Recently inspired by Danny Ayer's comments on XHTML and Xanadu I need to talk about levels of abstraction.

Let's work with computers and work up the levels of abstration. At the very lowest level you have electrical signals moving through circuits. Now, in the good old days it was +5V for a logical 1 and 0V for a logical 0, I don't know what voltage the latest processors run at, but to keep heating down they have been running at lower and lower voltages. If you are ever working at a very low level like this you can attach a scope to different points on the circuit and watch the pulses go by, and see for yourself that the system simulates a digital system. Yes, simulates. All the transistors, resistors and capacitors are really analog circuits that eventually settle into one of two states. Now they settle pretty quickly, but the egdes aren't those beautiful step functions you see in the product spec sheet. And determining a 0 or 1 is actually a little fuzzy, with 0-0.2V being a 0 and 4.5-5V being a 1. When developing on a new board it is especially useful to attach a scope to different parts of the board to measure the voltage, I have spent many hours debugging a system that failed only intermittently only to eventully discover that one of the chips was just barely getting enough voltage, so it's outputs for logical 1 were right on the 4.5V boundary and sometimes fell below, so a 1 became 0 on a completely random basis.

Now let's move up a level of abstraction and look at machine code. This is the raw binary codes that a processor runs on. As an undergraduate, I knew most of the 8051 machine code and could write programs for the processor by typing in the raw hex code into a PROM programmer by hand, but only because I had two classes that used that processor, and the school didn't have an assembler for 8051s at the time. Note that when working at this level of abstraction all the world is binary, and I don't get to see the voltage levels. It's either a 0 or a 1. In moving up a level of abstraction I have given up some information, the voltage levels, to gain something else, in this case I am no longer working with the state of just one or two lines, but not I can manipulate the whole state of the processor. Note that I gave up something to move to a higher level of abstraction, but got something in return.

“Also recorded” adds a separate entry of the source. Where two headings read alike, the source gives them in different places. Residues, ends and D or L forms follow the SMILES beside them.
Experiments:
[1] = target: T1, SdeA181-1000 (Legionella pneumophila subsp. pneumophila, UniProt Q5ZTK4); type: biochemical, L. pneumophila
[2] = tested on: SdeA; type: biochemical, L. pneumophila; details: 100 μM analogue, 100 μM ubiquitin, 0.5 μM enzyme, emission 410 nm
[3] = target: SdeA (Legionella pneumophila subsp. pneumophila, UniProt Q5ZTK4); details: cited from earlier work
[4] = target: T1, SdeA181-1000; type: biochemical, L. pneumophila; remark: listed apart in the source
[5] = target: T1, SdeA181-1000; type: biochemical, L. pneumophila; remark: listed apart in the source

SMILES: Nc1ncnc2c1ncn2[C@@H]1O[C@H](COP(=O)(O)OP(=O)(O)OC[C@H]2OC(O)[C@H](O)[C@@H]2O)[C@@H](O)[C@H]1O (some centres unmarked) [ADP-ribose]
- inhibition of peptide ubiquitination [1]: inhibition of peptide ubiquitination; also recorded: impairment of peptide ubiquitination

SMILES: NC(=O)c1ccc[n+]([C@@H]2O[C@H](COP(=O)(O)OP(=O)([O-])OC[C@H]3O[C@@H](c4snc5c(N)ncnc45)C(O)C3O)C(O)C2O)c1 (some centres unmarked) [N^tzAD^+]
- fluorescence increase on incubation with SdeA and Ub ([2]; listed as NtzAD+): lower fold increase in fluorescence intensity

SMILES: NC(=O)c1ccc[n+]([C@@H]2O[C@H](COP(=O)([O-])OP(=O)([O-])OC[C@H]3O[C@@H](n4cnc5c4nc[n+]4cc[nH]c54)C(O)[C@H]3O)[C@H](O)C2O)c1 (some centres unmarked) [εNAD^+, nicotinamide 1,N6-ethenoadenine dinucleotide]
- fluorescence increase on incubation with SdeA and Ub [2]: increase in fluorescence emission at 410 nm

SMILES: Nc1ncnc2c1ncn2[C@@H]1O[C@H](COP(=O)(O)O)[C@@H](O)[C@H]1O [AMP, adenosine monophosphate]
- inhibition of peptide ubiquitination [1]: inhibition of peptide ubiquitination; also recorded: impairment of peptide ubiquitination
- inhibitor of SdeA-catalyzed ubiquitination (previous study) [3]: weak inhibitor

Assembly language adds another level of abstraction, I can put labels in my code and put goto's that jump to those labels. The assembler computes the distance to the jump destination, determines whether to use a short or a long jump, and then emits the correct machine code.

Moving up to a programming language like C, that is compiled down into machine code, I get access to higher level abstractions like for-loops and structs. Here again, like in all the other steps, I give something up. Because I am no longer in charge of the emitted machine code I don't know exactly the state of the processor as it processes each line of C. In fact most lines of C code generate mulitple statements in machine code. On the up side, I can put much larger programs together, and put them together much more quickly than I could with Assembly Language.

Now let's loop back to Danny's statement:

Text editor + HTML sits at one level of abstraction. We need to work at another level to use XHTML etc etc. No big deal. [Danny Ayers]